|The Scottish Bahá’í, No.37 – Autumn, 2004||letters to the editor|
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SUBJECT: Scottish Bahá’í Gathering, Inverness
In my opinion this year’s Annual Scottish Bahá’í Gathering was the best yet. Sun, comfy seats and the Scottish Bahá’í community, what more could you want?
From 22nd-23rd May, Bahá’ís from all over Scotland made the effort to come to the Ramada Jarvis hotel (the classiest venue yet!), Inverness, for the event. There was an apparent diversity of age, from just two months to (I dare not say!) and possibly all of the Islands were represented at the gathering as well.
The youth turnout was particularly good, despite the event coinciding with the standard grade and higher exams. There was a varied youth programme, from studying the World Order letters to solving problems associated with the core activities using superheros!
Guest speakers, Paddy O’Mara and Rob Weinberg, took inspiring sessions with both the youth and adults. A huge ‘thank you’ should go to the Bahá’í Council For Scotland for organising the gathering and, all in all, everybody had a great time.
SUBJECT: Book Three works!
I’ve just had a wonderful summer and thought it might be helpful to share the experience I had in Ruhi training and at the summer school. In the second week of July I was one of the group doing intensive Book 3 (Children’s Classes) training near Fyvie. For some lucky reason, every time I do a Ruhi book I seem to get an opportunity to put the learning into practice almost straight away and this time was no different. Just a few days before I was to go on the training I got a ‘phone call from the Summer School Committee asking me if I could take a children’s class for one morning. This seemed a perfect chance, so I said yes. I’ve taught children’s classes before but with no great success and my own children were even complaining to me that my lessons were boring! The Book 3 course was excellent and gave me a lot of ideas and insights into how I should approach teaching children. I then started preparing my lesson for the summer school, bearing in mind the fact that ‘Perfect Preparation Prevents Pathetic Performance’. To cut a long story short, the lesson went very well (though you may want to check with the kids to verify that), I enjoyed it more than any other class I’d taught and, to cap it all, half way through the lesson, my 9 year old son Sean said in front of everyone, “Dad – how come this lesson is a lot better than the ones you usually do at home?” I took it as a complement! So the challenge for me now is to keep up the momentum and use my new learning in our local classes. I just hope these opportunities keep coming because I’m doing Book 6 yet – on teaching!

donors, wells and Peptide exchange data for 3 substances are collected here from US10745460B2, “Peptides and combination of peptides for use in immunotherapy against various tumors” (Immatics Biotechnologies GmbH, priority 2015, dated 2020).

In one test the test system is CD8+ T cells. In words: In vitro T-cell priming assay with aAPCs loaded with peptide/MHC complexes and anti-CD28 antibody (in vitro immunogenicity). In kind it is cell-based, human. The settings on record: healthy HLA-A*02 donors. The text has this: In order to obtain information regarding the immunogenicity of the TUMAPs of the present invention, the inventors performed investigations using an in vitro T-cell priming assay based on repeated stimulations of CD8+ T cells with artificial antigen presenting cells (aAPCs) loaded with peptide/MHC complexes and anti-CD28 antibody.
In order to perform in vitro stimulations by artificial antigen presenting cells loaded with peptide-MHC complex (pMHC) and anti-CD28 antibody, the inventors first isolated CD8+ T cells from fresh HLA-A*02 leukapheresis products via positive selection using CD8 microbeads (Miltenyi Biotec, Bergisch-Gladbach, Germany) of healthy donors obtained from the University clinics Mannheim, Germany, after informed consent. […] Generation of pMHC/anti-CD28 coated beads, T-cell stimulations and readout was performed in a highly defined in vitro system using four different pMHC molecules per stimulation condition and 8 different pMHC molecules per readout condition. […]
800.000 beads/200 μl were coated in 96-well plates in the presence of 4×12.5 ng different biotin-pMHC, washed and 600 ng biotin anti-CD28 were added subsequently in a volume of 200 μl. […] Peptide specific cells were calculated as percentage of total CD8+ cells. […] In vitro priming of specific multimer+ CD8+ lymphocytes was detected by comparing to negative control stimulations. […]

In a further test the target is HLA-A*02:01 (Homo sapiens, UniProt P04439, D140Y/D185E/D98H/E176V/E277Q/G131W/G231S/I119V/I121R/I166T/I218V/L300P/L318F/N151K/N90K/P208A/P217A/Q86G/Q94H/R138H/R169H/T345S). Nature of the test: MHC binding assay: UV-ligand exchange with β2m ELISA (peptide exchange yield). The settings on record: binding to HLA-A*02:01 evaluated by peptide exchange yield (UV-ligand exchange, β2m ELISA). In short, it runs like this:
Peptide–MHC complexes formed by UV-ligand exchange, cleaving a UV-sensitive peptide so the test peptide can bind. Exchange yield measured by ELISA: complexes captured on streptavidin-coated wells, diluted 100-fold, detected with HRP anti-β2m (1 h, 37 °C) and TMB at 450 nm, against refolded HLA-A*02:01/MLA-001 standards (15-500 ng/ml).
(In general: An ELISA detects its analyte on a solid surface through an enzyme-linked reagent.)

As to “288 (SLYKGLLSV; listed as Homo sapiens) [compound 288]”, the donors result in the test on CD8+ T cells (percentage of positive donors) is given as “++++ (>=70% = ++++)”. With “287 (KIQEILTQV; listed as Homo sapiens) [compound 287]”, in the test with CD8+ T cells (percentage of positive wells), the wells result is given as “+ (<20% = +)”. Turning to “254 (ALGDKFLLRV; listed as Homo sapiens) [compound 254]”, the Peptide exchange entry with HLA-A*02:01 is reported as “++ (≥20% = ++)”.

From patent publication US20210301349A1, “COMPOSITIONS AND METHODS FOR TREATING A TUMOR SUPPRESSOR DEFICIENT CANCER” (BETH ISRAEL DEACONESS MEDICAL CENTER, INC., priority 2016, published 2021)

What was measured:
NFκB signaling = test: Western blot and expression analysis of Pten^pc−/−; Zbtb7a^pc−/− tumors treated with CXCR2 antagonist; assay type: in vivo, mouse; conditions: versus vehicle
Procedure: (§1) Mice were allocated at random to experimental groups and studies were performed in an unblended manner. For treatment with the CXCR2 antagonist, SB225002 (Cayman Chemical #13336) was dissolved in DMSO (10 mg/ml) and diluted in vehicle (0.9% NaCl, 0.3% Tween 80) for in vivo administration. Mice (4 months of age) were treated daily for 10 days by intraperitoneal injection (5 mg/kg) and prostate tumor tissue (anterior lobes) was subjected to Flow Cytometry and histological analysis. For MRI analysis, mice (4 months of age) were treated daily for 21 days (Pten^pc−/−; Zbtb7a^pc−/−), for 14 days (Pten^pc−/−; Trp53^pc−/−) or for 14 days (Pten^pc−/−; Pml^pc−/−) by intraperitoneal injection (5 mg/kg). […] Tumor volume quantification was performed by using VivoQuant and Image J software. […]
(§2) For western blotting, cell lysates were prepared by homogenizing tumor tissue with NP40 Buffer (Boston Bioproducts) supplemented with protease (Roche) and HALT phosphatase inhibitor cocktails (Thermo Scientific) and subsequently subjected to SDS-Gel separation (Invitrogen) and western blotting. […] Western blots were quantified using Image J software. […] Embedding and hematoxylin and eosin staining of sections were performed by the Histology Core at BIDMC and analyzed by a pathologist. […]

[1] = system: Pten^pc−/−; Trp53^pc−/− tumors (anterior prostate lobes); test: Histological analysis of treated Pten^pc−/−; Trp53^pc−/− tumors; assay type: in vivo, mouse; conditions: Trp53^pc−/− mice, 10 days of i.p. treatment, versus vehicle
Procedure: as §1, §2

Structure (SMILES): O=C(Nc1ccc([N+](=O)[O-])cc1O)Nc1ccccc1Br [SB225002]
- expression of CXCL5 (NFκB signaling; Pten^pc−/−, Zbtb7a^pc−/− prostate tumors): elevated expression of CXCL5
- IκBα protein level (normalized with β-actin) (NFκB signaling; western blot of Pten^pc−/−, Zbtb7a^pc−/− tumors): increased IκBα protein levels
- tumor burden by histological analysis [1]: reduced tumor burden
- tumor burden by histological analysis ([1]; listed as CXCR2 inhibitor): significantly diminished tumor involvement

SUBJECT: Christian Aid on Skye
In order to make a contribution to the Christian Aid Scotland’s efforts to solve the problem of AIDS (that dreadful disease so prevalent in Africa) two of the Skye Central community, Pat and I, participated in collecting money. The young Christians had brought a musical group with them and are cycling and giving concerts throughout Scotland; 685 miles in all, describing a loop similar to the shape of the ‘AIDS ribbon’ (right).
By the end of the project they will have made 41 stops to share information about AIDS in Africa, hoping to raise even more money than they did last year.
Poverty increases the spread of HIV and, in turn, the spread of HIV increases poverty. To make this point I put the following words on a white towel using a black permanent marker: “When the rich have consumed the earth, the poor shall inherit the whole of what is living.” This I pinned on my back, and the Christian Aid group asked for permission to photograph it. As I had a pouch fastened onto the handlebars of my bike, into which the collecting tin fitted well, and, being able to speak five European languages (there are lots of foreign tourists on Skye – Ed.), within an hour and a half I had the tin full.